“Though the sample size is small, these emissions estimates are alarming,” said Krupp, who served on the U.S. Secretary of Energy’s Advisory Board for natural gas. “Regulators and industry must take immediate steps to address methane emissions in the Uintah Basin, by evaluating industry practices in the region and strengthening regulations to keep up with best available technologies. Reducing methane emissions is a critical issue not only for the industry, but for everyone concerned about climate change.

“Urgency is building. In June President Obama identified methane as a key priority in his Climate Action Plan. Federal and state regulators have an obligation to ensure that strong rules are in place and enforced. This study suggests that methane emissions may be a serious problem in Utah, but we need more data to pinpoint exactly where emissions are coming from and to identify the opportunities are to reduce them. When it comes to methane, we know enough to get started. We can’t afford to wait.”

Specifically, Krupp called for the following measures to be taken:

  • Both federal and state air regulators need to publically account for the current status of regulation and enforcement in the Uintah, and conduct an audit of enforcement practices and procedures, including an assessment of current resources;
  • Utah is to be commended for publishing a list of best practices for oil and gas production, but should be putting leading practices into law;
  • EPA should act immediately to close the loophole for ‘associated gas production,’ require regular maintenance and control technologies on compressors, replacement of high bleed pneumatic controls with low or no-bleed pneumatics, flares or vapor recovery units at condensate tanks, as well as apply leak detection and repair technologies where feasible;
  • EPA should prepare a federal implementation plan (FIP) to address air pollution on Ute tribal lands in the Uintah, using steps taken in the Fort Berthold Indian Reservation in North Dakota as a strong model for progress; and
  • The federal government, as part of a comprehensive methane emissions measurement program, should routinely survey emissions in each producing basin in the United States to measure progress over time.  

The task of reducing methane emissions does not fall on regulators alone. “Industry must step up to the plate when it comes to minimizing methane lost to the atmosphere,” said Krupp. “While there are companies that should be commended for trying to get practices and technologies right, it is in all companies’ best interest to prevent the loss of a natural resource escaping into the atmosphere. The public deserves a full accounting of practices that contributed to methane emissions during the time of this study.”

The study in question, “Methane emissions estimate from airborne measurements over a western United States natural gas field,” was published in Geophysical Research Letters.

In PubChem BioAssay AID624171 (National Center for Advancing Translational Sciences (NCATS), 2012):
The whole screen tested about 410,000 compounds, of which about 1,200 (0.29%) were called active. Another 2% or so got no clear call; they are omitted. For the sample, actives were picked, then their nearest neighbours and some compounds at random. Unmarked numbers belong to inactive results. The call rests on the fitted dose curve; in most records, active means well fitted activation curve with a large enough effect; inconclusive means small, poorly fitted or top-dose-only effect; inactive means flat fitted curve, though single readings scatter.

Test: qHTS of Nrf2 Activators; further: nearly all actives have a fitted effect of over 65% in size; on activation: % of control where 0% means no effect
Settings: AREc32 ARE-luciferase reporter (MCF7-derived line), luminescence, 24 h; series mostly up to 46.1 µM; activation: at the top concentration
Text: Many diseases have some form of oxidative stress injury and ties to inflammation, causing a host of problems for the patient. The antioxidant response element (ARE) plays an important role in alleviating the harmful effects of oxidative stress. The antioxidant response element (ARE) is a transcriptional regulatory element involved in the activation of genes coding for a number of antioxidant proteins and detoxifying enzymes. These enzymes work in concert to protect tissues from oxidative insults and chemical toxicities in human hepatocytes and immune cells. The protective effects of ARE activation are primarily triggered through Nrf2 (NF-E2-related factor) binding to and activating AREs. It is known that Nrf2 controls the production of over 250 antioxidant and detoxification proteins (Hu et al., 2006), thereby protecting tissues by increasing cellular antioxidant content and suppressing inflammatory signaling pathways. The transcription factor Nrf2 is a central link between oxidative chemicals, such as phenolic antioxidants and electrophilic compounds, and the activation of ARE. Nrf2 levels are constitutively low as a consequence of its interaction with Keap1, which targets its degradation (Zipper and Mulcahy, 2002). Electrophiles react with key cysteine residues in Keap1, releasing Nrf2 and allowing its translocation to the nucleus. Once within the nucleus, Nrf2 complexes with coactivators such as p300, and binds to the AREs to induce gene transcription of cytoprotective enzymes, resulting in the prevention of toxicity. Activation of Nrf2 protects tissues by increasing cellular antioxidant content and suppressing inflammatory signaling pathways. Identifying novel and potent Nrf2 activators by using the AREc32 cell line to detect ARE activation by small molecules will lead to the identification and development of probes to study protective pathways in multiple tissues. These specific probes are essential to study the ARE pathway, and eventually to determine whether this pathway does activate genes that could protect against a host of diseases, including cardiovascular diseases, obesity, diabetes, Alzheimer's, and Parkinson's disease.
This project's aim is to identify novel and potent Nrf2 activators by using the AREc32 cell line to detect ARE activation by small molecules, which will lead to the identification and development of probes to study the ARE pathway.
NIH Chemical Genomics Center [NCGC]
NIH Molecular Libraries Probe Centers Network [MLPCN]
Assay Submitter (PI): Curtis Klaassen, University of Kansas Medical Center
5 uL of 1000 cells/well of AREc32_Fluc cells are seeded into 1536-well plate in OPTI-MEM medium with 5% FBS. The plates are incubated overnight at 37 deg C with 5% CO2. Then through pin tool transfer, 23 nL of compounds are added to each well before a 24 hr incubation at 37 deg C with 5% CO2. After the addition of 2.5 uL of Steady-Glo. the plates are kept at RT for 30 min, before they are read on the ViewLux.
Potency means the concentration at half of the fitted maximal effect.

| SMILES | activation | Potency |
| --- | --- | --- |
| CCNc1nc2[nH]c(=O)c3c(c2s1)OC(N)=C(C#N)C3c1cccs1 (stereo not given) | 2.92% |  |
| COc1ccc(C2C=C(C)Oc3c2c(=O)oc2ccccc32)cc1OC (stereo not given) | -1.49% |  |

@CIRESnews: ~6-12% of natural gas production lost to air in one Utah oil/gas basin, according to new analysis tracking before/after methane content in air mass (one day, one area).
The paper: Methane emissions estimate from airborne measurements over a western United States natural gas field.

: ~6-12% of natural gas production lost to air in one Utah oil/gas basin, according to new analysis tracking before/after methane content in air mass (one day, one area).

The paper: Methane emissions estimate from airborne measurements over a western United States natural gas field.

Useful #fracking fact finder: @NASciences Workshop on Risks of Unconventional Shale Gas Development, May 30-31. Release: The National Research Council will hold a two-day public workshop to discuss the risks related to unconventional shale gas development and management.  Academics and field experts will speak about the operational risks of shale gas development as well as its potential effects on water, air, communities, ecosystems, climate change, and public health.  A panel discussion and open Q&A session will follow each presentation.

 

DETAILS:

The workshop will run from 8 a.m. to 5 p.m. EDT on Thursday, May 30, and from 8:30 a.m. to 5 p.m. EDT on Friday, May 31, in Room 100 of the National Academies’ Keck Center, 500 Fifth St., N.W., Washington, D.C.  Those who cannot attend may watch a video webcast atwww.nationalacademies.org.

 

Click here for a full agenda and to register for the event.

Videos conflict with @tammierosen explanation for excluding ticket-holding farmers at #TFF2013 @Gaslandmovie II premiere. Her explanation:

"Gasland Part II had its World Premiere at the Tribeca Film Festival. Guests that had purchased advance tickets and were in line for the film 30 minutes prior, as our ticket policy states, were admitted into the screening. Once the house was at capacity, the remaining ticket holders who had not been in line prior to 30 minutes were unfortunately not able to be accommodated in the theater."

One can have ground rules for behavior at an event, but excluding potential critics before the fact and stifling open discussion is not a path toward progress.